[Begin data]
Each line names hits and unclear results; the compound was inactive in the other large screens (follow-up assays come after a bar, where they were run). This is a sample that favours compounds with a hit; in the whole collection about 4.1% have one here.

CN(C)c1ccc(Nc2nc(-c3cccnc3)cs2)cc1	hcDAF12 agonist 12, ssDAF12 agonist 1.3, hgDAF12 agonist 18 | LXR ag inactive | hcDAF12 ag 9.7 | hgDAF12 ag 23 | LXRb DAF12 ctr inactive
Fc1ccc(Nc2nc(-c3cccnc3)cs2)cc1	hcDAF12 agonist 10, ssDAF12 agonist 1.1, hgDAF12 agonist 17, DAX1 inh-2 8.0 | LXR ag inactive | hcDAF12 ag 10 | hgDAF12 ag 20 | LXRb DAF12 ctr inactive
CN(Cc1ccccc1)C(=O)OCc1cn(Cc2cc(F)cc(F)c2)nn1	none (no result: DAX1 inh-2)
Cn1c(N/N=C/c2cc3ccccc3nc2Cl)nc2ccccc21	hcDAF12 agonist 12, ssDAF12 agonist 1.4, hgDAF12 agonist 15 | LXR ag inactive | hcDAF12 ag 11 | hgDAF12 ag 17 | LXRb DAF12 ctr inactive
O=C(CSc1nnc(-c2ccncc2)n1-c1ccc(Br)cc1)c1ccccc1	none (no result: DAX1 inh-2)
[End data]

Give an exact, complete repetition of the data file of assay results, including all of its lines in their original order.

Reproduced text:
Each line names hits and unclear results; the compound was inactive in the other large screens (follow-up assays come after a bar, where they were run). This is a sample that favours compounds with a hit; in the whole collection about 4.1% have one here.

CN(C)c1ccc(Nc2nc(-c3cccnc3)cs2)cc1	hcDAF12 agonist 12, ssDAF12 agonist 1.3, hgDAF12 agonist 18 | LXR ag inactive | hcDAF12 ag 9.7 | hgDAF12 ag 23 | LXRb DAF12 ctr inactive
Fc1ccc(Nc2nc(-c3cccnc3)cs2)cc1	hcDAF12 agonist 10, ssDAF12 agonist 1.1, hgDAF12 agonist 17, DAX1 inh-2 8.0 | LXR ag inactive | hcDAF12 ag 10 | hgDAF12 ag 20 | LXRb DAF12 ctr inactive
CN(Cc1ccccc1)C(=O)OCc1cn(Cc2cc(F)cc(F)c2)nn1	none (no result: DAX1 inh-2)
Cn1c(N/N=C/c2cc3ccccc3nc2Cl)nc2ccccc21	hcDAF12 agonist 12, ssDAF12 agonist 1.4, hgDAF12 agonist 15 | LXR ag inactive | hcDAF12 ag 11 | hgDAF12 ag 17 | LXRb DAF12 ctr inactive
O=C(CSc1nnc(-c2ccncc2)n1-c1ccc(Br)cc1)c1ccccc1	none (no result: DAX1 inh-2)